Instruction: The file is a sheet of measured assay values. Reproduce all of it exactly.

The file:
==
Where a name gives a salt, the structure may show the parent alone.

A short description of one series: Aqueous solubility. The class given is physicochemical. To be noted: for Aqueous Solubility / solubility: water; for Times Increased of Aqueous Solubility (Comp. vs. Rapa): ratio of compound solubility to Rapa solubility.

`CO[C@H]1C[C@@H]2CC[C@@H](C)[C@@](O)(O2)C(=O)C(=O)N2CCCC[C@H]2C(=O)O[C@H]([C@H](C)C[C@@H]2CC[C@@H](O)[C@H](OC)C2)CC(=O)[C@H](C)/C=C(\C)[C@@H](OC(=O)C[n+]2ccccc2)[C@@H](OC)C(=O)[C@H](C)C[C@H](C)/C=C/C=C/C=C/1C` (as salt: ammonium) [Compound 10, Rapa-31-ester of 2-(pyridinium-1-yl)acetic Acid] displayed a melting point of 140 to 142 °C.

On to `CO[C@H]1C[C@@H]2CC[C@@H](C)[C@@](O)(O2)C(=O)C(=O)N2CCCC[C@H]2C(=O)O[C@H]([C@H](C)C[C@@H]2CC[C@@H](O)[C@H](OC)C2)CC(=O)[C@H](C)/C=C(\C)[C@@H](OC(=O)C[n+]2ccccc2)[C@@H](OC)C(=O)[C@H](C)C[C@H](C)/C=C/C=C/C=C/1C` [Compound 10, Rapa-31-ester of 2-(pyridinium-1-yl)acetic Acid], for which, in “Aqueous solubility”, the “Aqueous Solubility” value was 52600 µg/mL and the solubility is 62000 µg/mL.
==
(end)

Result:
Where a name gives a salt, the structure may show the parent alone.

A short description of one series: Aqueous solubility. The class given is physicochemical. To be noted: for Aqueous Solubility / solubility: water; for Times Increased of Aqueous Solubility (Comp. vs. Rapa): ratio of compound solubility to Rapa solubility.

`CO[C@H]1C[C@@H]2CC[C@@H](C)[C@@](O)(O2)C(=O)C(=O)N2CCCC[C@H]2C(=O)O[C@H]([C@H](C)C[C@@H]2CC[C@@H](O)[C@H](OC)C2)CC(=O)[C@H](C)/C=C(\C)[C@@H](OC(=O)C[n+]2ccccc2)[C@@H](OC)C(=O)[C@H](C)C[C@H](C)/C=C/C=C/C=C/1C` (as salt: ammonium) [Compound 10, Rapa-31-ester of 2-(pyridinium-1-yl)acetic Acid] displayed a melting point of 140 to 142 °C.

On to `CO[C@H]1C[C@@H]2CC[C@@H](C)[C@@](O)(O2)C(=O)C(=O)N2CCCC[C@H]2C(=O)O[C@H]([C@H](C)C[C@@H]2CC[C@@H](O)[C@H](OC)C2)CC(=O)[C@H](C)/C=C(\C)[C@@H](OC(=O)C[n+]2ccccc2)[C@@H](OC)C(=O)[C@H](C)C[C@H](C)/C=C/C=C/C=C/1C` [Compound 10, Rapa-31-ester of 2-(pyridinium-1-yl)acetic Acid], for which, in “Aqueous solubility”, the “Aqueous Solubility” value was 52600 µg/mL and the solubility is 62000 µg/mL.